Climate pledges for 2.7°C warming / industry energy use up
UN Climate Change Secretariat
“Global response to climate change keeps door open to 2 degree C temperature limit”
A report assessing the 140 climate action plans submitted to the United Nations Framework Convention on Climate Change (UNFCCC) ahead of the Paris summit shows that combined effort can help curb damaging greenhouse gases, the UN says in a press release. The combined impact of the Intended Nationally Determined Contributions (INDCs) “will lead to a fall in per capita emissions over the coming 15 years”, the report finds. Furthermore, emissions will fall by as much as 8 percent in 2025 and 9 percent in 2030, and are capable of limiting the forecast temperature to a rise of around 2.7 degrees Celsius by the end of the century. Although this does not meet the 2-degree limit scientists recommend, it is lower than the 4-5 degree Celsius rise many had previously predicted, says UNFCCC Executive Secretary Christiana Figueres. Germany’s environment state secretary Jochen Flasbarth said that the long term goal had to be decarbonisation by the end of the century.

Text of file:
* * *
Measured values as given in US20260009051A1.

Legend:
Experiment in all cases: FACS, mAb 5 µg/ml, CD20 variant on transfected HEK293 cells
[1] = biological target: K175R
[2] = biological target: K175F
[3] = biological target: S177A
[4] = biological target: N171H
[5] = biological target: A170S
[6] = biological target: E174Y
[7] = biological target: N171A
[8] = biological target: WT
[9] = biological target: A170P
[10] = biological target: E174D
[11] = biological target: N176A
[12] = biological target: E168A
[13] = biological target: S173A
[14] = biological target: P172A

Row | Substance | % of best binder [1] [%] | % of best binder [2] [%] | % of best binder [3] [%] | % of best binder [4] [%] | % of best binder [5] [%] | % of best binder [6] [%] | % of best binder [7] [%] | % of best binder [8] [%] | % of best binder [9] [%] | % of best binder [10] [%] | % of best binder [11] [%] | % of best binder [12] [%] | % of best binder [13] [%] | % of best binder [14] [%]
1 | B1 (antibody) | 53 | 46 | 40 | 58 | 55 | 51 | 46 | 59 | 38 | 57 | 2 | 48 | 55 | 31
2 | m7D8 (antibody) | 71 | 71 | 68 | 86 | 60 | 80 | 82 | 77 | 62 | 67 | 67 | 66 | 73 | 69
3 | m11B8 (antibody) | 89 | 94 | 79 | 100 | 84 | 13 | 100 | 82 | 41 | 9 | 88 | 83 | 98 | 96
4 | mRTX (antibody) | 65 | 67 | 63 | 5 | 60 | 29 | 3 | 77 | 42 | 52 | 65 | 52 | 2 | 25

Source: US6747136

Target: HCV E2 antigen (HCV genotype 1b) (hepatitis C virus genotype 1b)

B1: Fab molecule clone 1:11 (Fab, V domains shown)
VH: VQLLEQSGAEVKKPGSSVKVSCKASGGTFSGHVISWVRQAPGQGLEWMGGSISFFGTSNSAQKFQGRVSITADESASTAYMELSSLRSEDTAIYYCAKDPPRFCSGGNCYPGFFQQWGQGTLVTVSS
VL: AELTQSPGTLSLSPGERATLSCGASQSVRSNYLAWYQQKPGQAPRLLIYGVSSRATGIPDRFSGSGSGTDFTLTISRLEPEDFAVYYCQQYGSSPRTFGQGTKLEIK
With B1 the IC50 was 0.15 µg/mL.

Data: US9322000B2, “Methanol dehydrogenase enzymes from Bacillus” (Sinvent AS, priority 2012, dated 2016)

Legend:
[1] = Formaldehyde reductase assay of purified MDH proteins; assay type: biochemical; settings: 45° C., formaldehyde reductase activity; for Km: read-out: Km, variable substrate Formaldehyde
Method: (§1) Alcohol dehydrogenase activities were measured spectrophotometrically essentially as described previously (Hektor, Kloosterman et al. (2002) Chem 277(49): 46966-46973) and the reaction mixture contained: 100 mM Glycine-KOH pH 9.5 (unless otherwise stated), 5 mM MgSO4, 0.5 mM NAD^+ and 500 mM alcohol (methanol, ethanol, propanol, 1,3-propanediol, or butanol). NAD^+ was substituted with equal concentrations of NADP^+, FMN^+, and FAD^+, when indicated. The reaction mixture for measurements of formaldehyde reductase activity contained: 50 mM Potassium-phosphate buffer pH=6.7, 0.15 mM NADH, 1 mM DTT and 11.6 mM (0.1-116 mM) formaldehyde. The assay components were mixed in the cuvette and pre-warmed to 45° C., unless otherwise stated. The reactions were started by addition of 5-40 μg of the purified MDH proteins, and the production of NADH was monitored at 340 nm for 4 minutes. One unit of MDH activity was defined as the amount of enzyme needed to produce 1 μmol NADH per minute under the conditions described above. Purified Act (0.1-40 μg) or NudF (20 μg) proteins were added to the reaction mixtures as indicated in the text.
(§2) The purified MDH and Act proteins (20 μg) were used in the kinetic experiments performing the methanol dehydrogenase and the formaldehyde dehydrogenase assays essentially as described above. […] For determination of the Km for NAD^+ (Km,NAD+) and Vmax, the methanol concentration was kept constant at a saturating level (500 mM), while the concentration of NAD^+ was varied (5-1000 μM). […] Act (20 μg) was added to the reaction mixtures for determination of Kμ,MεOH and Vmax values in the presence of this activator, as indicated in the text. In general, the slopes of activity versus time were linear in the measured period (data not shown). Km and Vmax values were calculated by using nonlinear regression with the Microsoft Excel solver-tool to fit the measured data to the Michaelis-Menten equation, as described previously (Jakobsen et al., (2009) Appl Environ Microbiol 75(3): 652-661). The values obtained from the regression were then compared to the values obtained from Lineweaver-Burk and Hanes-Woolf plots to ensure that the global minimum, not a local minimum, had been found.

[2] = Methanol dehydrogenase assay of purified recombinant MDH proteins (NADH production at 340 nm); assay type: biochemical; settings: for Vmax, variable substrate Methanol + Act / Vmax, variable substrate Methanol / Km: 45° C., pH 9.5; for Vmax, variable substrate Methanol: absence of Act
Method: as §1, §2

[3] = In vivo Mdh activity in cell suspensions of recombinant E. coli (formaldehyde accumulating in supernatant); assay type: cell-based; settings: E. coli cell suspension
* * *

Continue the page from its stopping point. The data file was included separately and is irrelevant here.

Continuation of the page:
Separately, NGOs Germanwatch and Bread for the World jointly commented on the findings. They said that the direction was good but insisted that more effort was needed. “On the one hand, the Paris climate has achieved something significant: the self-established goals of around 150 countries are on the table. On the other hand, it is clear that these contributions are not enough to prevent dangerous climate change,” said Sönke Kreft, team leader of international climate policy at Germanwatch. Read more >